In a massive embarrassment for the months-old Imran Khan government, Pakistan was given a diplomatic cold shoulder by Britain on the so-called 'Kashmir solidarity day' as its attempts to rabble-rouse against India on a global stage found no takers.
On Pakistan Foreign Minister Shah Mehmood Qureshi's first visit to the UK since assuming his new role, he was not only unable to have any engagement with his counterpart Jeremy Hunt, but also had no official engagement with the Theresa May government in general, only managing to participate in an annual anti-India event organised by one of the almost 700 all party parliamentary groups (APPGs) in the UK, the one in question comprising mainly Pakistan-origin MPs.
While Qureshi failed in his attempts to project the non-event as though it was official, India took a strong stand against him nonetheless, with the Ministry of External Affairs issuing a demarche. Compounding Pakistan's plight in terms of being taken seriously on the global stage vis-a-vis India, around the same timeframe that Imran's man was being ignored by the UK government, Secretary of State Sajid Javid was signing off on the extradition of the absconding Vijay Mallya.
It wasn't just on UK soil that Pakistan failed in its designs for a 'Kashmir solidarity day'. In the lead-up to his damp squib in the UK, Qureshi had also dialled separatists on Indian soil. He had first approached Mirwaiz Umar Farooq and attempted to discuss Islamabad's efforts to highlight the Kashmir issue, and later spoke to Hurriyat leader Syed Ali Shah Geelani and allegedly apprised him of the then-upcoming meeting on Kashmir in the UK.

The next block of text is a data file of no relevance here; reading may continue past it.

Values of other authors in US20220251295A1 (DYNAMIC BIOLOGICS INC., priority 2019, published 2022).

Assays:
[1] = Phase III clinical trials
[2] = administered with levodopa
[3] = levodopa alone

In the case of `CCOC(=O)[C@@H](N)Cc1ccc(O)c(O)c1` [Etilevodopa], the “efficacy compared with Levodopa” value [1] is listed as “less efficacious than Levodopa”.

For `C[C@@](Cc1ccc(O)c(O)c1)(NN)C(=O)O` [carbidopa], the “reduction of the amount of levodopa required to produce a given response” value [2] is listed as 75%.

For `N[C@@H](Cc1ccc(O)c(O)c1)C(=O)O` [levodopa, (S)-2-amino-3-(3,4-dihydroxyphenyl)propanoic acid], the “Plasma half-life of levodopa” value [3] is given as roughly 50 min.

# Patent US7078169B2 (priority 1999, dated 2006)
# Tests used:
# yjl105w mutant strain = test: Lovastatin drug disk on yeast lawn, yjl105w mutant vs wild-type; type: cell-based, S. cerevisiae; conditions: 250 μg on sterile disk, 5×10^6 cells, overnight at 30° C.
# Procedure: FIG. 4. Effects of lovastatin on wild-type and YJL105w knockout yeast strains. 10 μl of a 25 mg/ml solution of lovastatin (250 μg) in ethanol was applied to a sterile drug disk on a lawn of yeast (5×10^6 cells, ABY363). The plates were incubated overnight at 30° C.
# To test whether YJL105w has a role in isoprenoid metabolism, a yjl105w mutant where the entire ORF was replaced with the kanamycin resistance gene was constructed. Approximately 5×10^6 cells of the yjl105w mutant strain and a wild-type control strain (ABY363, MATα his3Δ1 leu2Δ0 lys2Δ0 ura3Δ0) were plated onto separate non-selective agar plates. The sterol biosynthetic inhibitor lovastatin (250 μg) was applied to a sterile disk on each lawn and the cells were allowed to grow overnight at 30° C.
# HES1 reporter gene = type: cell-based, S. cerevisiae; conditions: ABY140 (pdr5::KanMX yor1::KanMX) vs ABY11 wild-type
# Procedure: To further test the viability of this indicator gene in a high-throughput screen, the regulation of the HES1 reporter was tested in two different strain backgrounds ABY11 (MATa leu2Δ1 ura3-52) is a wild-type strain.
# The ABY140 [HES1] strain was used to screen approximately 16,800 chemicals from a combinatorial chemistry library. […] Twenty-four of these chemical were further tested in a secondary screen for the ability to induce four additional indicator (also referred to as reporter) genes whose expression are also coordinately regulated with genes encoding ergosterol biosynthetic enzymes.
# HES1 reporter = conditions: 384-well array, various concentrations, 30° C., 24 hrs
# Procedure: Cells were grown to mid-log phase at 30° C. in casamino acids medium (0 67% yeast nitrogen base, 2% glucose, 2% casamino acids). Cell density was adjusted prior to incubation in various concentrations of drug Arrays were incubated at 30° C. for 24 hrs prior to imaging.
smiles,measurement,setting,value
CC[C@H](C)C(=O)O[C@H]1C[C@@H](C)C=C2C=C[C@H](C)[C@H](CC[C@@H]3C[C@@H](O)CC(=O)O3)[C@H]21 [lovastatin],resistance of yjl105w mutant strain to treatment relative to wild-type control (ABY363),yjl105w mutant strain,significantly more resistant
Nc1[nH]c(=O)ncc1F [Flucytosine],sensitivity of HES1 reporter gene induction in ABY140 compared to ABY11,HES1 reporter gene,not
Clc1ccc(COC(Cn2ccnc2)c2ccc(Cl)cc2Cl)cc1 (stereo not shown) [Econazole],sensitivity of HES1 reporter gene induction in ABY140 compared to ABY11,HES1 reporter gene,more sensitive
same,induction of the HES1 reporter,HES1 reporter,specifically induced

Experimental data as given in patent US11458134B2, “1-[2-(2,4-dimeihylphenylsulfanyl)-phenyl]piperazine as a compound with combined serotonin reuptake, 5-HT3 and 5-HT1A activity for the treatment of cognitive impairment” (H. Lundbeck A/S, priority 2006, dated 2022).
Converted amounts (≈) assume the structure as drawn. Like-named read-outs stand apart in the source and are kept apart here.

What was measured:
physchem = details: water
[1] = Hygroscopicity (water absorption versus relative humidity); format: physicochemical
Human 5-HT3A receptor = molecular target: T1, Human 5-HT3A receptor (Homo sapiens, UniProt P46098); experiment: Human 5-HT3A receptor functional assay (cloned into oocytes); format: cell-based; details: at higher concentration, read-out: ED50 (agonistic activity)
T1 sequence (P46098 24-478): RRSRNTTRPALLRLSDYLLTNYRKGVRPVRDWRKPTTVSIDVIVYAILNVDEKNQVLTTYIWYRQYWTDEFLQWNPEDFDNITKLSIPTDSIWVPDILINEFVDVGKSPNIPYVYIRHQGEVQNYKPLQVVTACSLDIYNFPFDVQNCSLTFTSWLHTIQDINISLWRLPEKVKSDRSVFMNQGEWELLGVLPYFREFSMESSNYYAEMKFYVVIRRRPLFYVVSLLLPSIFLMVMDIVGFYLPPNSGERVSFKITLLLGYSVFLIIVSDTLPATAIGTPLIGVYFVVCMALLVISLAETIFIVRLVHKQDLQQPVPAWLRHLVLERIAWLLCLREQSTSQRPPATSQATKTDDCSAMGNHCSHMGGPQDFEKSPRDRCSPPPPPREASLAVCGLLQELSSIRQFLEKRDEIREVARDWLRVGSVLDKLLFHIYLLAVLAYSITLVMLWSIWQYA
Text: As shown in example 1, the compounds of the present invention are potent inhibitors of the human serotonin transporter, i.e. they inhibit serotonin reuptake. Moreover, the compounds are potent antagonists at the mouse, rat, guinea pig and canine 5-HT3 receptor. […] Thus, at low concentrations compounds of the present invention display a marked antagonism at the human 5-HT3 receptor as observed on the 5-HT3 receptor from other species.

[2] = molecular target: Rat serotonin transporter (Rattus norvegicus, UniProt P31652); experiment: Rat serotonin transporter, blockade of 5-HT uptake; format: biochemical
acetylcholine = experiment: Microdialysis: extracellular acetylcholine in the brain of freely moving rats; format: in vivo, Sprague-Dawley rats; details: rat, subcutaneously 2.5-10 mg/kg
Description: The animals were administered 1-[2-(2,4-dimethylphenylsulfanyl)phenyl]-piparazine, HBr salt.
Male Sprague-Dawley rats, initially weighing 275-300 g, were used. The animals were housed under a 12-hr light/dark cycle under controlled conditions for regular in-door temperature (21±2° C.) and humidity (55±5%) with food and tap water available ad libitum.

While Mirwaiz has jumped in enthusiastically, tweeting the following...
... the rest of Kashmir has completely rejected Pakistan's and the separatists' calls-to-action, with an anti-India rally that was planned in Rajouri sector near the LoC fizzling out.
Imran Khan has continued his attempts to drum up nothings against India, tweeting the following at the end of a listless 'Kashmir Solidarity Day':
Pakistan Army Chief Qamar Javed Bajwa had also held a meeting with his military leaders a day earlier, seemingly still scratching his head for ways to counter a surgicel strike from India:
And the Pakistan Army spokesperson also added his two cents: